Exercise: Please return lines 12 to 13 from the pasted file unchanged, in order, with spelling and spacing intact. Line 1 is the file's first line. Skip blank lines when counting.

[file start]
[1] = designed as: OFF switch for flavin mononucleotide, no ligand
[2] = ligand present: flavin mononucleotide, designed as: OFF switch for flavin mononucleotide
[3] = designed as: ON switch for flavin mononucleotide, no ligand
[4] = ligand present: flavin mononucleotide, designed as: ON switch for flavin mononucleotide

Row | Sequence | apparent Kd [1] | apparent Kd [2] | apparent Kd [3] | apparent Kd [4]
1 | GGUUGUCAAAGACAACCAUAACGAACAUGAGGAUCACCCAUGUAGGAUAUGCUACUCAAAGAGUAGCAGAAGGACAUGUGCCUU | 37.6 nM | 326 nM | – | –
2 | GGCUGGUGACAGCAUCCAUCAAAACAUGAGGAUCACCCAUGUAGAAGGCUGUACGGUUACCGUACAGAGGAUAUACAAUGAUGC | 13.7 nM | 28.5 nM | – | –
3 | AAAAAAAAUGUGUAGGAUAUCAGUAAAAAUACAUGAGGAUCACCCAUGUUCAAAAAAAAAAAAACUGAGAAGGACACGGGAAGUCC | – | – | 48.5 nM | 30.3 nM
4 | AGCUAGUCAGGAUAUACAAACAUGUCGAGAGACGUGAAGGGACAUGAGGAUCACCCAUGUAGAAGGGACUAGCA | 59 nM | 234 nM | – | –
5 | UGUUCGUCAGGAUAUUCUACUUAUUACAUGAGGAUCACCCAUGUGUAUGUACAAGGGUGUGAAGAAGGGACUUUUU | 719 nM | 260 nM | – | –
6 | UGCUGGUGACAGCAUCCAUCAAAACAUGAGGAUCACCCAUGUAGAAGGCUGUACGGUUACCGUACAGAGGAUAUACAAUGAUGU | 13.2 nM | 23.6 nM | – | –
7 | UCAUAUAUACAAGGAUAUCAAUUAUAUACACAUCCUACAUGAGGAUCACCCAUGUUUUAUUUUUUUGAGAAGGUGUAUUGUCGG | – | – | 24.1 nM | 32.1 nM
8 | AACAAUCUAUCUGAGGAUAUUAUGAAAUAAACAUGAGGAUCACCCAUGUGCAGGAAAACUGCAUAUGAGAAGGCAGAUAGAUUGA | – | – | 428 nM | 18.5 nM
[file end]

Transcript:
7 | UCAUAUAUACAAGGAUAUCAAUUAUAUACACAUCCUACAUGAGGAUCACCCAUGUUUUAUUUUUUUGAGAAGGUGUAUUGUCGG | – | – | 24.1 nM | 32.1 nM
8 | AACAAUCUAUCUGAGGAUAUUAUGAAAUAAACAUGAGGAUCACCCAUGUGCAGGAAAACUGCAUAUGAGAAGGCAGAUAGAUUGA | – | – | 428 nM | 18.5 nM